Choose lures and presentations according to conditions. Early and late, topwaters serve as a prime choice if water temperatures are above 60 or so. Small spinnerbaits and floater/diver plugs produce with wind on the water, unless bass are unwilling. To go subtler, try tube jigs. If you like using live bait, at times shiners really make sense, even though this isn’t Florida.
Last April 23rd, my son and I visited the pond, catching bass and crappies on an unusually cold day with water temperatures down near 50. A crew of young anglers came, outfitted with appropriate spinning rods but casting Rebels and Rapalas—to no use at all, I knew. Their lures flashed out with silver and bright colors. But on this day before springtime flourish, rather than appealing and appropriate, the lures looked garish and stupid to my sensibility. Large live shiners gave us no shame, and although they tempted none of the lunkers we hoped for, we loved watching largemouths to 14 inches rise from dark depth to snatch our offerings, and crappies suddenly transpire from nowhere.
With warm water in May, Senkos and slower-sinking worms come into their own, rigged on worm hooks. Vegetation grows rapidly; use it to advantage before it takes over. We’ve caught three-pounders, and I lost a bass close to five to a bad knot—I spotted the beauty, cast a worm to it, set the hook, and that was all.
Talk about a gem! I felt stunned when I first walked up to it. The water is as crystal clear as Round Valley’s. The next thing I did, I put down my tackle went to the information board at the carry-to boat launch. White Lake, near Blairstown, Warren County, is a 65-acre lake of fairly ancient origin, not by glacier, but giant sink hole. Rock, saturated by ground water, hollowed out, gave way, and released pure ground water to fill out this roundish lake with 44-foot depths, and a mean depth of 22 feet. It’s deep.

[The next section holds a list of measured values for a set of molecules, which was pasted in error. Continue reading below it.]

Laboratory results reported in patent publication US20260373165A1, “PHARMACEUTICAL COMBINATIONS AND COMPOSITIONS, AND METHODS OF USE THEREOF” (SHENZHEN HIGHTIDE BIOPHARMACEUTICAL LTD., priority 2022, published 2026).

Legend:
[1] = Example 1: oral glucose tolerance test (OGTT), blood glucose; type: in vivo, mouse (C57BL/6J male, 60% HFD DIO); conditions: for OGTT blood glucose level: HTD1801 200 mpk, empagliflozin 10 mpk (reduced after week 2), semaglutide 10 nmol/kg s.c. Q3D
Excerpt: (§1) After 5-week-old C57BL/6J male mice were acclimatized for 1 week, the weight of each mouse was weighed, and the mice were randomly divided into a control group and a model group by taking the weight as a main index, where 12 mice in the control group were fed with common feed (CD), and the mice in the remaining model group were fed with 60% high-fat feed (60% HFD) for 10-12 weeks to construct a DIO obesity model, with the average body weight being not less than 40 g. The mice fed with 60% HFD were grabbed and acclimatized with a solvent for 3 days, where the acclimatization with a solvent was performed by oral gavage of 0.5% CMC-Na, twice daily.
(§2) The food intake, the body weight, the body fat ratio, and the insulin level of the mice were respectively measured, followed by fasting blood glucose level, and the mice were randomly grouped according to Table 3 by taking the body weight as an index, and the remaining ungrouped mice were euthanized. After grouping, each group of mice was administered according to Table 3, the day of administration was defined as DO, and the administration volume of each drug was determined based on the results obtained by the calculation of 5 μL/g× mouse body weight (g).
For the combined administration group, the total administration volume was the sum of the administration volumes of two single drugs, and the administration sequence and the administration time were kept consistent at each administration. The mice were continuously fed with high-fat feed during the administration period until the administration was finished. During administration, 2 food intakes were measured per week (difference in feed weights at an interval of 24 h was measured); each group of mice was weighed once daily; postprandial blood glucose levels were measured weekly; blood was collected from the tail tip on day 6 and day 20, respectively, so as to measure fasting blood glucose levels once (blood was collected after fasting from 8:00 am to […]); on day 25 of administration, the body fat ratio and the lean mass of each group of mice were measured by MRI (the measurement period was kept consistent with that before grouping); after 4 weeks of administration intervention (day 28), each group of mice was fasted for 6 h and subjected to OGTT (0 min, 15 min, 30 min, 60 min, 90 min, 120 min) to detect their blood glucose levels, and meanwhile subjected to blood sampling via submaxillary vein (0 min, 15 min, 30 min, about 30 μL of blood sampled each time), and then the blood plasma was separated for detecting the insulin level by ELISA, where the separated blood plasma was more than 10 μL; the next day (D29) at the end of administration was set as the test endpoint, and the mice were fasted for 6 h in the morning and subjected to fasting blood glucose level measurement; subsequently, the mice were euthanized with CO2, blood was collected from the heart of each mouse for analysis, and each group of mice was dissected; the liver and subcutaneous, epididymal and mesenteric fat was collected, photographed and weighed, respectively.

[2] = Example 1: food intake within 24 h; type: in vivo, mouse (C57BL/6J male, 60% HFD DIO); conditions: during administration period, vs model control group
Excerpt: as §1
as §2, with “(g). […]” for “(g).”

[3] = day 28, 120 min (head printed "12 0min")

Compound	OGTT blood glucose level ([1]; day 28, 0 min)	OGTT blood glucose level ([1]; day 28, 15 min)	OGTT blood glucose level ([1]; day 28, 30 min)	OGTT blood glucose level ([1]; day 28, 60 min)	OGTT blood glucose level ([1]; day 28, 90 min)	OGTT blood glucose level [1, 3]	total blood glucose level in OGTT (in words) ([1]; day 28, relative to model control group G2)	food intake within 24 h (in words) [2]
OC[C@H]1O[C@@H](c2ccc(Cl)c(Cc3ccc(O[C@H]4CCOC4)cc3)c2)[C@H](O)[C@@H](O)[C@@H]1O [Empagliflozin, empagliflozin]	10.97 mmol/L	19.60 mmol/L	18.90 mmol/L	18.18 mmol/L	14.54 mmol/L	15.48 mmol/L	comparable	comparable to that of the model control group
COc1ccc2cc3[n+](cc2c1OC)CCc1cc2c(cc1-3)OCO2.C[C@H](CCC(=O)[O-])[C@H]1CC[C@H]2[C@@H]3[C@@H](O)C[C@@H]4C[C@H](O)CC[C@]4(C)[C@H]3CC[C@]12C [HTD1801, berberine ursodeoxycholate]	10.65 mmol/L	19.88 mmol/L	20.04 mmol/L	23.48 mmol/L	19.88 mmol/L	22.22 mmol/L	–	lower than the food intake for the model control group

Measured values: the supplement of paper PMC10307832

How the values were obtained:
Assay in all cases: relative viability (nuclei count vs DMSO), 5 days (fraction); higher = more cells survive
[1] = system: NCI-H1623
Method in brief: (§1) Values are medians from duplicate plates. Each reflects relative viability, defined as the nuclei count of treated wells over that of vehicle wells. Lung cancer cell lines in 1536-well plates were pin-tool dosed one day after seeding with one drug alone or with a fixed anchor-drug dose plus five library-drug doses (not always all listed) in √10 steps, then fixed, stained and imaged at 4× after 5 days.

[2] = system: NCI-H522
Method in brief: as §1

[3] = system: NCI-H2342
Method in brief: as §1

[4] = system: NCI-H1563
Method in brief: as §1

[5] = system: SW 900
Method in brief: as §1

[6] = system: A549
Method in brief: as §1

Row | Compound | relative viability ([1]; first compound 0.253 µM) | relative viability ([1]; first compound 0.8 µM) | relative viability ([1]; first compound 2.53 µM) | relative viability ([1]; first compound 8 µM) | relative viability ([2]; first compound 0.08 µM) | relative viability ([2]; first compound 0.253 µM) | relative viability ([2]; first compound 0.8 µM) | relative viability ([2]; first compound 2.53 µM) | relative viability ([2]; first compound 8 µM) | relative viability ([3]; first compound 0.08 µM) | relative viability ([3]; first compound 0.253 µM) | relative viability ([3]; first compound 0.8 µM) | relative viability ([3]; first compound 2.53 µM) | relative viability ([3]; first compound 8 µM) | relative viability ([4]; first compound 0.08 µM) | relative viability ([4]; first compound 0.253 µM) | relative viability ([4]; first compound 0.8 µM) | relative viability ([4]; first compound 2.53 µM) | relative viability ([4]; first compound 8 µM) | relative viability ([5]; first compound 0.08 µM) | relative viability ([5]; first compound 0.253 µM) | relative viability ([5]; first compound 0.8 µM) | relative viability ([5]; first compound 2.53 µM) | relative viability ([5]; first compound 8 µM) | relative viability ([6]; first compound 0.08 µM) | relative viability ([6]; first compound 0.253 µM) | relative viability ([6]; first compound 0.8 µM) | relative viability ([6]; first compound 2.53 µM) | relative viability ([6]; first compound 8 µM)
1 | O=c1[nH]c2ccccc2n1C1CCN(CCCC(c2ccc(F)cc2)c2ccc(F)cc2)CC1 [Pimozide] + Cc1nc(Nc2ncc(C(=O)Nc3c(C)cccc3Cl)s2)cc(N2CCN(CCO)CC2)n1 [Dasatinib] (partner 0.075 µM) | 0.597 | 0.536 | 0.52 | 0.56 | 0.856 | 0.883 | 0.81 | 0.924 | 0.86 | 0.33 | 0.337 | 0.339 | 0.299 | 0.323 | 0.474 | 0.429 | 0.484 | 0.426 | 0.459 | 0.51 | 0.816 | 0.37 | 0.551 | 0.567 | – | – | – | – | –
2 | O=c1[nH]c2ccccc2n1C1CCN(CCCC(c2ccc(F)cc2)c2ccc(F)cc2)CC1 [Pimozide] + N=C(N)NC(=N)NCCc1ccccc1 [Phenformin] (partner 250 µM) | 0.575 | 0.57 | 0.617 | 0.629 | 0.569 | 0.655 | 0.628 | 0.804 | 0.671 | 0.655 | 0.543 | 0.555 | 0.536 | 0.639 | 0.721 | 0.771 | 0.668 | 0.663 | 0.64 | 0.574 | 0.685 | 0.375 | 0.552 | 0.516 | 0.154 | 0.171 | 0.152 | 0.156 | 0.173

Much like Round Valley, the lake is not loaded with largemouths, but no one would claim either is without a very healthy population—and good-sized. Giants exist in Round Valley, despite the lack of the reservoir’s fertility, and White Lake is home to lunkers also. The key to this lake are the drop-offs.
They fall from fairly extensive, weedy shallow flats. When conditions become perfect, the action in the shallows, close to protective deep water, can be phenomenal. In late April or early May, try getting out during a warm, low pressure system that warms shallows, if only slightly. Bass will rake floater/diver plugs retrieved with jerking rod tip action as if trying to clear them out of the way of the spawning nest they’re about to brush out and breed on.
However the conditions suggest your approach on a given outing, keep with light tackle, use no more than six-pound test, and lose a lure to a pickerel if need be. If you have a boat you can carry, you’re in. Shoreline fishing is very limited. That’s the beauty of this place: most anglers are excluded, neither because the lake is private, nor because an expensive boat is most suitable, but because generally most either fish without a boat, or with a boat that needs a trailer, so pressure here is limited. If you have no boat at all, you can catch bass around the launch area and few other spots, especially early and late in the day. But you will find yourself scheming about your finances, perhaps, for purchasing a kayak or canoe.
New Jersey is the Garden State! The bane of the Northeast—the Meadowlands garbage pile—is a wildlife refuge now. And all this time gems like these three ponds, and many more, have existed unbeknownst to all who have thought this region is the New Jersey Turnpike’s old, ravaged vista. Stay tuned and I’ll let you in on more in the future.